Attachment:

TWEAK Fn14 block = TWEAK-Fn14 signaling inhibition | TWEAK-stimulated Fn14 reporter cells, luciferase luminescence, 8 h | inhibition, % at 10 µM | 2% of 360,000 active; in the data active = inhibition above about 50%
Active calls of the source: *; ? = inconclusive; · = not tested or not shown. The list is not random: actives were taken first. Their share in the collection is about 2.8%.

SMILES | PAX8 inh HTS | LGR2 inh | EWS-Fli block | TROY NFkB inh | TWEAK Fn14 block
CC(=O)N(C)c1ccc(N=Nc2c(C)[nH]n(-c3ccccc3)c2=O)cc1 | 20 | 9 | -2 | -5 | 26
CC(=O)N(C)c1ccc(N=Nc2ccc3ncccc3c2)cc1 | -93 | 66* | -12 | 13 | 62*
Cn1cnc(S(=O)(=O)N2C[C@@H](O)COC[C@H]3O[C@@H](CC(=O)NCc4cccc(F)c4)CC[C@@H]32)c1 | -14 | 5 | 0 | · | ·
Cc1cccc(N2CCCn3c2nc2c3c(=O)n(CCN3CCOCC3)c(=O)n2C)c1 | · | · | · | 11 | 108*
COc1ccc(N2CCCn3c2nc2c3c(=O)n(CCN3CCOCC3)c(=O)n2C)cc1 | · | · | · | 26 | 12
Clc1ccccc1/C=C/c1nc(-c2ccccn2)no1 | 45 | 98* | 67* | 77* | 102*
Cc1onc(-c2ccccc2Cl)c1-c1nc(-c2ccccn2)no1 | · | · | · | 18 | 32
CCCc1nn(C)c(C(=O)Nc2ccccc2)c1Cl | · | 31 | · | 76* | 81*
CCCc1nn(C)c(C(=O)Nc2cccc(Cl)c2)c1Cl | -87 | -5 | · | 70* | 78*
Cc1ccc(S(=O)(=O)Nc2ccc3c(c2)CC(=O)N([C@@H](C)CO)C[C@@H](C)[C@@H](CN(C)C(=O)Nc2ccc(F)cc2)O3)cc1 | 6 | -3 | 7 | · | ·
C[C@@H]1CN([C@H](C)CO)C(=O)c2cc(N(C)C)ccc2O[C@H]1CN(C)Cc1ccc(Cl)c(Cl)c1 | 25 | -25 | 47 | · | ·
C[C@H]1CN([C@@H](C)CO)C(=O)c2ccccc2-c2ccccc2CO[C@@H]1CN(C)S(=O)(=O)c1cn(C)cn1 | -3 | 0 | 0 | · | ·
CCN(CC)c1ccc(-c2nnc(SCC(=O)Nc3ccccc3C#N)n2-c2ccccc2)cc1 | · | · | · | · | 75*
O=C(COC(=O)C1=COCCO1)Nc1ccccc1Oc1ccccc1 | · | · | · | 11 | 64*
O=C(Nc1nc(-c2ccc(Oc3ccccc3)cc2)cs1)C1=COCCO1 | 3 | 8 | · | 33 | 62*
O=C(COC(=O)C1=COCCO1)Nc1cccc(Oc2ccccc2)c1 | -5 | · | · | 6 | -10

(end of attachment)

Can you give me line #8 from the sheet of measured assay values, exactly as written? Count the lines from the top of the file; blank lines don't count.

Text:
COc1ccc(N2CCCn3c2nc2c3c(=O)n(CCN3CCOCC3)c(=O)n2C)cc1 | · | · | · | 26 | 12